atrium of about 20 ms and average cardiac cycle periods of
325 ms (Fig. 1C, Movie S1). We never observed uncoupling of the
atrial and ventricular contraction, fibrillation or atrioventricular
block, as every atrial contraction was followed by a ventricular
contraction (Fig. 1B; Movie S2).
As development proceeded, the severity of the heart beat
phenotype increased. We frequently observed a sinus block in isl1
mutant hearts at 34 dpf resulting in the absence of atrial and
ventricular contraction for 1020 seconds (Fig. 1D). Altogether,
the combination of phenotypes displayed by the isl1 mutant is
compatible with defective initiation of contraction, suggesting
faulty pacemaker activity.
Isl1 is expressed at the putative sinoatrial boundary of
the embryonic and adult heart
In mammals, including humans, the primary pacemaker
function is held by the sinus node, which resides at the junction
of the superior caval vein and right atrium . For example,
in mouse, the right sinus venosus was shown to form the sinus
node, which includes the venous lining of the right venous valve
[4,13]. Isl1-expressing cells are found in the developing and
mature mammalian sinus node [14,19,20].
We hypothesized that Isl1 expression marks the pacemaker
tissue in the zebrafish heart, as no molecular markers for the
zebrafish sinus node or the pacemaker cells within it have been
identified to date. Using an antibody recognizing both zebrafish
Isl1 and Isl2  we observed few Isl-positive cells in both the
dorsal and ventral regions of the proposed sinoatrial junction at 2
dpf (Fig. 2A, B, C, D), consistent with the proposed pacemaker
function at the sinoatrial junction in the zebrafish heart . The
Isl-expressing cells expressed Tg(myl7:eGFP), which marks
cardiomyoctes. Isl expression at the sinoatrial junction was detected
continuously during development and was maintained in the same
region in the adult zebrafish heart (Fig. 2E, F, G, H). This
indicates that Isl expression in the zebrafish proposed sinoatrial
junction is constant between embryonic stages and adulthood. We
continued by molecular characterization of the proposed sinoatrial
junction region in the adult heart using in situ hybridization (ISH).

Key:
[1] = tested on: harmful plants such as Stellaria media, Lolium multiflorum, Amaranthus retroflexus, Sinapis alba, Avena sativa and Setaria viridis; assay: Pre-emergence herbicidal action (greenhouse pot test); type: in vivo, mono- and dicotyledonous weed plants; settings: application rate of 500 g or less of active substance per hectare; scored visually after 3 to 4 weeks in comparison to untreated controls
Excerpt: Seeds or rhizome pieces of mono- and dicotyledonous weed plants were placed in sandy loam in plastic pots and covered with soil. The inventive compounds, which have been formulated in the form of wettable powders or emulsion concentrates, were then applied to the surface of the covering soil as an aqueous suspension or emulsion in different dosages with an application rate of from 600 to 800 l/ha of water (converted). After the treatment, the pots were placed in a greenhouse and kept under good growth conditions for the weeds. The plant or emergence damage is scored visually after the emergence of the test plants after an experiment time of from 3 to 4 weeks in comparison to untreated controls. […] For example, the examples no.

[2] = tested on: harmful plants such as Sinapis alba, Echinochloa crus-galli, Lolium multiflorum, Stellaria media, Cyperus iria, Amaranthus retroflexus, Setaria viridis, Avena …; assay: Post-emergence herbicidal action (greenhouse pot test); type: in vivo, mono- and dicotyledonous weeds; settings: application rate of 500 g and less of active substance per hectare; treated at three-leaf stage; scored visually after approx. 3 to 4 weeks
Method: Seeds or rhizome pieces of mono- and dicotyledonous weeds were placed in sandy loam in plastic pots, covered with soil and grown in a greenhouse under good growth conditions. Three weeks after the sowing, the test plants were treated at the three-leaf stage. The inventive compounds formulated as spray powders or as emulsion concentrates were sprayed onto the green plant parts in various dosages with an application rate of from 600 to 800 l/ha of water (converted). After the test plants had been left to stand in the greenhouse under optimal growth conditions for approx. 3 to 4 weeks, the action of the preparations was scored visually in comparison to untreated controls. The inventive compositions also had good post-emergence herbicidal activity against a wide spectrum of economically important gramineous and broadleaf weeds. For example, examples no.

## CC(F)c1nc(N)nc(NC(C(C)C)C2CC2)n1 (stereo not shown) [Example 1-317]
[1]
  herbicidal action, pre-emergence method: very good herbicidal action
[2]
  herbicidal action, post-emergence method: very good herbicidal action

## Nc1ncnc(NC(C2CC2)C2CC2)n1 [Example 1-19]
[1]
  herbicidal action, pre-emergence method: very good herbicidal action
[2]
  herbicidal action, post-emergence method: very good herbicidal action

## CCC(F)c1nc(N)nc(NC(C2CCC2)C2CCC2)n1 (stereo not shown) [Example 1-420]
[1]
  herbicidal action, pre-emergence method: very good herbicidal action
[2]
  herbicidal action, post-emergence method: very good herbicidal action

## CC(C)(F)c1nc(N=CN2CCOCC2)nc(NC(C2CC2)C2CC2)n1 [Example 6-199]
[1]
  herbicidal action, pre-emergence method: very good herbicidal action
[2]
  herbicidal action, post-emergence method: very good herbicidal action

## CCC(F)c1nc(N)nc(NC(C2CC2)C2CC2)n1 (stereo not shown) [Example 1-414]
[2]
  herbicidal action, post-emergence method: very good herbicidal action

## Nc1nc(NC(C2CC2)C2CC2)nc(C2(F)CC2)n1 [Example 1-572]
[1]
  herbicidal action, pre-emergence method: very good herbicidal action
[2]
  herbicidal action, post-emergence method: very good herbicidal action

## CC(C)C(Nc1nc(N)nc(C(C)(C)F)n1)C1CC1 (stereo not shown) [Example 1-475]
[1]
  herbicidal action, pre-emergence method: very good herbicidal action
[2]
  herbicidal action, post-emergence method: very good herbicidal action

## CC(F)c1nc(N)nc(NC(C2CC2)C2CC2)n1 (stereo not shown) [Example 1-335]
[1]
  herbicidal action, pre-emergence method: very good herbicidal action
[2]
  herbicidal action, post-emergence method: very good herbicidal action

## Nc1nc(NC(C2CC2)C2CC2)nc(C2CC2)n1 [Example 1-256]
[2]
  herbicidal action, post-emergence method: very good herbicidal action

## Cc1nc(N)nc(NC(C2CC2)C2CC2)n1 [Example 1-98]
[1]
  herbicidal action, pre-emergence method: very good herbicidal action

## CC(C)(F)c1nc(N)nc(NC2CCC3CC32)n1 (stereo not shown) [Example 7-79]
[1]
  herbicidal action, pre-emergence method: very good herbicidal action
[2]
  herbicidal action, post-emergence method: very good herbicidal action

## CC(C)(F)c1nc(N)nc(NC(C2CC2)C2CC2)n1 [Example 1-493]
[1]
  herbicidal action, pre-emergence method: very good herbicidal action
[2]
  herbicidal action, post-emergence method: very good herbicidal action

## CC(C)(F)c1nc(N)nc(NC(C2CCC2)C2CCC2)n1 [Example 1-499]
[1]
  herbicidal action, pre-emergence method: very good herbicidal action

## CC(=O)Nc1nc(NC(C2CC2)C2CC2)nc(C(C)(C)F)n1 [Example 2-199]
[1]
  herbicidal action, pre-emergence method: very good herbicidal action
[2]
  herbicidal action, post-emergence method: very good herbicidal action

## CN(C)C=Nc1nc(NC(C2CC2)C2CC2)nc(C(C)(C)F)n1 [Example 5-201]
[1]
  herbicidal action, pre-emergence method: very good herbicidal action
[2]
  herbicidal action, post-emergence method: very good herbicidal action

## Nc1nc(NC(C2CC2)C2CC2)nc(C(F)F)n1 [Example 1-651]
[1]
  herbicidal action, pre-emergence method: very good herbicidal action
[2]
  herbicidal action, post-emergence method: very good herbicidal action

Contrary to what has been observed in mammals, the zebrafish
sinus venosus did not express the myocardial marker myl7.
Consequently, the upstream border of myocardium muscle was
at the venous valves and atrium (Fig. 3A, B). We observed that isl1
expression was confined to the myocardium located at the base of
the venous valves (Fig. 3C). The zebrafish ortologue of hcn4
encodes a member of the family of ion channels responsible for the
hyperpolarization-activated current, If, in pacemaker cells. Its
expression is enriched in pacemaker tissue of mammalian hearts
[28,3033]. In the zebrafish adult heart hcn4 had a broader
expression pattern than isl1 (Fig. 3D), similar to observations made
in the mammalian embryonic heart [13,14]. Expression of the two
genes overlapped at the sinoatrial junction (Fig. 3D). A 3D
reconstruction based on a series of ISH on sagittal adult heart
sections revealed that isl1 expression is confined to a ring-like
structure within the myocardial tissue at the base of the venous
valves, around the proposed sinoatrial junction (Fig. 3F). In the
mammalian heart expression of Nppa is specific for the fast
conducting working myocardium of the atrium and ventricle but is
not expressed in the slow conducting primitive myocardium of the
pacemaker tissue at the sinoatrial junction . We observed a
very similar mutually exclusive expression pattern of nppa and isl1
at the proposed sinoatrial junction of the zebrafish heart (Fig. 3E).
Furthermore, since bmp4 and tbx2b are expressed at the venous
pole of the embryonic heart ( and Figure S1) and since the
bmp4-tbx2b regulatory axis suppresses chamber differentiation
and nppa expression, we analyzed their expression in the adult
heart. Interestingly, expression of bmp4 and tbx2b was maintained
in the myocardium of the proposed sinoatrial junction of the adult
heart and restricted to the base of the venous valves or the entire